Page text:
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Super-senior

noun; compounding
a college student who finishes his/her undergraduate degree in five years instead of four. The term super-senior is often heard around college students because it refers to a group of students who choose to graduate a year later, completing five undergraduate years instead of four, either by choice or by necessity. The term is compounded with words super, which means extending beyond or above, which makes sense since a super-senior goes beyond the required four years and is metaphorically above everyone else in terms of age and experience at the university. The senior part of the compound is appropriate because the person will be a senior yet again, since there isn't another classification for them and because they are the oldest and are in fact the literal seniors there. I believe the term was coined for humorous purposes although many interpret the term to be insulting because it can be taken as making fun of those who do not have the major requirements to graduate along with their class. The term is much more informal than calling someone a 5th year undergraduate student and for that reason is probably more accepted by college students.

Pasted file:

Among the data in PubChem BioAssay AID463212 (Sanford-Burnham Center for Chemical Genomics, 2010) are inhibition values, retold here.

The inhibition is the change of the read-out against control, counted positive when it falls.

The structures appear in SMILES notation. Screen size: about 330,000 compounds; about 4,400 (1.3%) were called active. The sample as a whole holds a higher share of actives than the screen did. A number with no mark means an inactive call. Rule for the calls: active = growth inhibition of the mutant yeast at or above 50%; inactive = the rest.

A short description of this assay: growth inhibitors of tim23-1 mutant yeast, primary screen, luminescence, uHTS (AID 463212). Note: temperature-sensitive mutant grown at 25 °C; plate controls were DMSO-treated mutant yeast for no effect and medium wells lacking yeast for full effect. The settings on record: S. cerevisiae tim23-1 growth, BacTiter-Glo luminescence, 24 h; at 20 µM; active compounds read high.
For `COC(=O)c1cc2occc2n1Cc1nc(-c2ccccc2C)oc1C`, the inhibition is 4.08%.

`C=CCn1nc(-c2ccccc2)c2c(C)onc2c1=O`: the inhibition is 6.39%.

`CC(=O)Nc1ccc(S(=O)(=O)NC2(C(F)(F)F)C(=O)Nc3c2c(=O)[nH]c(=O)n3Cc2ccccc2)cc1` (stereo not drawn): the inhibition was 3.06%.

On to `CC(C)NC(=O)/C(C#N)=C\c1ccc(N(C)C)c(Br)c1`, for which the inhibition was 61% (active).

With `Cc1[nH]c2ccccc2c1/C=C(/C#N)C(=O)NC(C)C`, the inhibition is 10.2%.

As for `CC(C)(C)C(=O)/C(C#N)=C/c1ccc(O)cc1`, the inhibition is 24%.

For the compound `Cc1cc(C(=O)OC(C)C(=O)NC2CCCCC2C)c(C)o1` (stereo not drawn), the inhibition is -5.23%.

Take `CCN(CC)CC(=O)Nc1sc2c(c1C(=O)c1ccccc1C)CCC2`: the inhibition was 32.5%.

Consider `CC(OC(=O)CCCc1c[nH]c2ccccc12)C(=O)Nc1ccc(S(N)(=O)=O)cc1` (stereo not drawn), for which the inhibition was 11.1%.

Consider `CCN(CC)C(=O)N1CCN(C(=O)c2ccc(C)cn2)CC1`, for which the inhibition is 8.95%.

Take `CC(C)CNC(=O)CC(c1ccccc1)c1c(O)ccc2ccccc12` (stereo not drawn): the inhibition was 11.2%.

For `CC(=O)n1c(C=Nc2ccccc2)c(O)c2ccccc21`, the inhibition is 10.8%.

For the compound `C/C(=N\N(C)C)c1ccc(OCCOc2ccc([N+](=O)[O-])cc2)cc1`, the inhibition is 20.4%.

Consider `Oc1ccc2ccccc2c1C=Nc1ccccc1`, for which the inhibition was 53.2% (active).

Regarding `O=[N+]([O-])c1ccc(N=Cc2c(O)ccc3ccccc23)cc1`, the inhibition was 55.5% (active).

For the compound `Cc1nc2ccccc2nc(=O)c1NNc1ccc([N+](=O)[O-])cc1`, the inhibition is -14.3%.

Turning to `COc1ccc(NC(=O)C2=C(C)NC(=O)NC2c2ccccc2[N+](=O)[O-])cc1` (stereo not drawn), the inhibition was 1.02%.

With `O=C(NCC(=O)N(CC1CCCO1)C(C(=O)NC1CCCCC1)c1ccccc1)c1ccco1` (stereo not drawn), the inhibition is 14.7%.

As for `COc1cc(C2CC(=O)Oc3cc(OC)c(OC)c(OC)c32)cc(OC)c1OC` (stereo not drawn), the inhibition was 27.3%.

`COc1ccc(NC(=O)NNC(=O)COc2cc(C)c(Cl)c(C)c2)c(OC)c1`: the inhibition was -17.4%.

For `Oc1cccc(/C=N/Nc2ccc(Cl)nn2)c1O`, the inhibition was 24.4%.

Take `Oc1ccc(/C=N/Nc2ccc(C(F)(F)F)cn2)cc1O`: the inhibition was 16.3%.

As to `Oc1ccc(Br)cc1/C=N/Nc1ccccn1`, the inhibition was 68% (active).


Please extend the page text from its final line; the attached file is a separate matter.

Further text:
There’s nothing wrong with doing a 5th year at Rice as a super-senior.
Etymology : super-senior. From Latin super 'above, beyond' + Latin senior 'older'.
Source : O-week advisor.
Last modified: 10 June 2008


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